Falling in love is one of the most wonderful things that can happen to a heart. It’s exciting and breath-taking and makes us feel warm and cozy and special. Shouldn’t we just feel it in our hearts when we’ve found the right one? If we take a minute and think about how marriage is one of the most important, if not the most important, decisions we make in our lives then it’s easy to see how finding the right one to marry should involve both our hearts and our head.
So, here are several questions to think about to get your head involved in the decision, too.
Personality and Individual Traits
- Do your combined strengths and weaknesses make a good team? One way to discuss how your personalities interact is by taking a serious personality test (i.e. something like 16personalities.com that’s based on the Myers-Briggs Personality Test and not Which Disney Princess are You Most Like?).
- We all focus on what we love about the person when we get married, but what are the things that annoy you the most or are his or her greatest weaknesses? Are they attributes you can work with for the rest of your life?
- How do you resolve conflict together? It’s been said that happy marriages aren’t dependent on whether or not you fight, but how you fight.
- Do you still feel respected and loved even when disagreements arise?
- Are you able to work out conflicts so you are both satisfied? Are you making relationship-building compromises or individuality-breaking concessions?
- What is it like when you agree to disagree?
- How do you treat one another on bad days? Are you able to take a breathe and then communicate well and listen to each other’s concerns? Or is contempt, name-calling, or severe silent treatment the norm?
- These questions being asked, do you feel like there is a greater number of positive interactions to negative interactions in your relationship?
- Do you appreciate the way that you show your love to one another or are there difficulties in the romance department? How do you/will you resolve it if one of you isn’t in a romantic mood?
- How do you want to spend your evenings and weekends? Do you both like watching movies or is one of you a home-body while the other wants to go rock climbing every weekend?
- How often do you want to spend time with your friends separately? Are you okay with the amount of time that he goes golfing with buddies or she goes shopping with her friends?
- Do either of you have a physical or mental illness? How will this impact your life together?
- Do you agree on how you want to seek treatment for a physical or mental illness if necessary?
- Do you agree on unhealthy ways to cope that you want to avoid? Examples include not spending x number of hours playing video games to escape feelings of anxiety, drinking alcohol, or spending x number of dollars on clothes or trinkets to try to compensate for low self-esteem.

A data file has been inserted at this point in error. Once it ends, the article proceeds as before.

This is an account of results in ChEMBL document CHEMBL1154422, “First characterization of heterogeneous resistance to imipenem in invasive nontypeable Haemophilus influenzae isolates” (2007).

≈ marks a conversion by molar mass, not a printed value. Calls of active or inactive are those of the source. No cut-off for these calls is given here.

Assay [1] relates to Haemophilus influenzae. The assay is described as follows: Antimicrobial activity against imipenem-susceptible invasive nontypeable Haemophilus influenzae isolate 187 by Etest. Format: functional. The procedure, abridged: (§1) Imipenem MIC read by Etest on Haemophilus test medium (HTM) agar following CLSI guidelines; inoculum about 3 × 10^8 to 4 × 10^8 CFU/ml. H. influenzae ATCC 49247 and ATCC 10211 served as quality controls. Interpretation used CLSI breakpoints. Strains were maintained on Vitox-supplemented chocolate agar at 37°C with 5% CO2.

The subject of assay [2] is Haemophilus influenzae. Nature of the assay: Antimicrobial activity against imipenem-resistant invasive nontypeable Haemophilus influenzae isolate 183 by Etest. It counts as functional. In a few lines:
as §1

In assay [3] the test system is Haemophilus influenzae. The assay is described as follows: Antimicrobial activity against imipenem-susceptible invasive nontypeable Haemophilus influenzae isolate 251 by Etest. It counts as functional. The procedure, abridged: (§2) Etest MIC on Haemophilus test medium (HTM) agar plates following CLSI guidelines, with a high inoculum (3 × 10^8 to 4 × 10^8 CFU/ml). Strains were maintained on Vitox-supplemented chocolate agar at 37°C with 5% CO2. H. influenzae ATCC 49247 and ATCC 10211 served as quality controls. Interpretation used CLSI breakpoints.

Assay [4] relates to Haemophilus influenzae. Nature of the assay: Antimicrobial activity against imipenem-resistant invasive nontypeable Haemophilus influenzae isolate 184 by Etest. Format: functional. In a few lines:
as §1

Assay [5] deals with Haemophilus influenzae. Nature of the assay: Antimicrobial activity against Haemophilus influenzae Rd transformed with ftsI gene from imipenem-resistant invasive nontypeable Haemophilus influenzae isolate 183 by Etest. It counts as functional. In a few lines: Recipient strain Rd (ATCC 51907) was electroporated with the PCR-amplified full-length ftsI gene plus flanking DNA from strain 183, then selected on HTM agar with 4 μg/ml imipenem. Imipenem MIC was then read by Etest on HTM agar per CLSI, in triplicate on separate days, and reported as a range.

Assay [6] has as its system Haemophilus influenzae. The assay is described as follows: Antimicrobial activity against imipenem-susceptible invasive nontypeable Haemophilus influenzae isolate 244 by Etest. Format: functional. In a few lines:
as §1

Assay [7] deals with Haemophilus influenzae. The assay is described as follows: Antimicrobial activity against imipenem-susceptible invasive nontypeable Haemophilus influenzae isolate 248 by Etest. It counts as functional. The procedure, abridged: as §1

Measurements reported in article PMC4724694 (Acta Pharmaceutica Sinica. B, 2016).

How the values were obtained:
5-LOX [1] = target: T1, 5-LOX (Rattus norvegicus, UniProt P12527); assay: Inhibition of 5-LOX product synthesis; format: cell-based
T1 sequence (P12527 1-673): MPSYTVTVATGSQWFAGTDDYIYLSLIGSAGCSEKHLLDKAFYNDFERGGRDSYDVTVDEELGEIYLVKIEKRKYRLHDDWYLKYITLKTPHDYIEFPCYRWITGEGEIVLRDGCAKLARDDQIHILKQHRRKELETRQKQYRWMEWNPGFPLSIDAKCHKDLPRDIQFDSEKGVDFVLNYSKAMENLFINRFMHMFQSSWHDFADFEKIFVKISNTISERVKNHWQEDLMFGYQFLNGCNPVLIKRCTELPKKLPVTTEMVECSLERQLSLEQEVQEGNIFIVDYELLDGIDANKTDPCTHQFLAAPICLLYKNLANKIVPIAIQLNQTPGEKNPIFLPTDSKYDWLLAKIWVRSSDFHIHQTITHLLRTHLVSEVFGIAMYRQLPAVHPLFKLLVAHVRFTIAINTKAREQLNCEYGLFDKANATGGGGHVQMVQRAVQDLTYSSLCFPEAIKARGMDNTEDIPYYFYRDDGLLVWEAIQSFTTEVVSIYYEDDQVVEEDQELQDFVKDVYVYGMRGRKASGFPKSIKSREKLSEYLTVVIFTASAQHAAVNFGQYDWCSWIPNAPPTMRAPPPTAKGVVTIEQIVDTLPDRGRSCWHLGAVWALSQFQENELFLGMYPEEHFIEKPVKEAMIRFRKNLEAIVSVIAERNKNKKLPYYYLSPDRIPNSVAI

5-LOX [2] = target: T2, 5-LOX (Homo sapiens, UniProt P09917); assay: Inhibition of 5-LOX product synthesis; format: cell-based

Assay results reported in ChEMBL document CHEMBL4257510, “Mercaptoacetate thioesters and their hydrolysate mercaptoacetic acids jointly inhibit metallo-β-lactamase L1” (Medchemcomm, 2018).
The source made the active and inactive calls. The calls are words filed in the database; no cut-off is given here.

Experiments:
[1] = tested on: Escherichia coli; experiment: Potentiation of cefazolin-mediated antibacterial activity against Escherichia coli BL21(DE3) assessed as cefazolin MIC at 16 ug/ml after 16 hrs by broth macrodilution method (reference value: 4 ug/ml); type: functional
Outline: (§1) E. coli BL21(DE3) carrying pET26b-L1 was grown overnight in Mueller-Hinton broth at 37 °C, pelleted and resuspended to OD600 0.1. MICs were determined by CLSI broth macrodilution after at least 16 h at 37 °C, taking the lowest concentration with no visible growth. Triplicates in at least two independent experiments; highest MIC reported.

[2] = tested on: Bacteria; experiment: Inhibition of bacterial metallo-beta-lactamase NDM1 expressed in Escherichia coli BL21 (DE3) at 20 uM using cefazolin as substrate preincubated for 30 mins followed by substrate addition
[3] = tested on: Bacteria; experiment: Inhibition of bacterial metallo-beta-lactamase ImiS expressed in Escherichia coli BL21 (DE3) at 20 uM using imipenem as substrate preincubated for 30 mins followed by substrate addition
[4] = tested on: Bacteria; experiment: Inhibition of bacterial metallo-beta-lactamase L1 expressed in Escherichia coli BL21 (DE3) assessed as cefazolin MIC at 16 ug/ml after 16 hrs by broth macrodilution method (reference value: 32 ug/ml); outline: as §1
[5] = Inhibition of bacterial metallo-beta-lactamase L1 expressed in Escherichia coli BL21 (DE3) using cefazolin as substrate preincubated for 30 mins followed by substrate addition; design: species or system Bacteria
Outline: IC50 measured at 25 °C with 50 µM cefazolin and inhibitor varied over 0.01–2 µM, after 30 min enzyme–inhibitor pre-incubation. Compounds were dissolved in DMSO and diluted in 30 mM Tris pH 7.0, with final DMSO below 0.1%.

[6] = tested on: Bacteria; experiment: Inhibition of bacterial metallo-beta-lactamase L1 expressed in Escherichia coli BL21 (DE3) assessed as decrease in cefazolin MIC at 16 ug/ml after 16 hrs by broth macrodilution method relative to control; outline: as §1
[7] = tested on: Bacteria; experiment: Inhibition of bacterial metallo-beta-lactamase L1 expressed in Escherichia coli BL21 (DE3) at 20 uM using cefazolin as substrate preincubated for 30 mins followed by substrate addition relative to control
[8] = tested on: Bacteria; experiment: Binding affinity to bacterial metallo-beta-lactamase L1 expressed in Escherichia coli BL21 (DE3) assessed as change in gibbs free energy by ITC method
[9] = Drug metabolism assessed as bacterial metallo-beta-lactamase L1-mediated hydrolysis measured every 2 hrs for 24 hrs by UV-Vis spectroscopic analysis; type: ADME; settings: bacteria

- Are there any red flags or indicators of high-conflict challenges such as addiction or infidelity/affairs? Addictions might include substance abuse, pornography, gambling, or gaming.
- Do you have similar educational aspirations? Do you feel you are on equal IQ grounds and appreciate their views and opinions?
- Do you agree on how much each of you will be working? For example, do you expect dinner to be promptly at 5:30 every day and everyone should be present, or do you expect that one of you will be working on Wall Street and will be gone for very late hours?
- Where do you want to live after you are married? Do you both like small towns or want to live in a large city?
At first glance it may seem difficult to articulate your views on child rearing since you may not have kids yet. But, there are many ways to approach the topic even if you don’t have any experience with it yet.
- How many kids do you want to have?
- How did your parents discipline you and your siblings growing up? What would you change about it? What did you like about it?
- How might you respond if a defiant child is talking disrespectfully?
- What might be a potential response if a teen ager is sneaking out of the house and you’re concerned they’re engaged in inappropriate or unsafe activities?
- How would you respond if a child is crying every day and doesn’t want to go to school because she’s anxious?
- What activities do you view as very important to family culture?
- List the family rules, routines, and values that you believe are essential to your future family. For example, do you think it’s important to make dinner together, have a set list of chores to be done every day, or pray every night?
- If step-children will be involved, do you agree about your co-parenting responsibilities after you’re a combined family?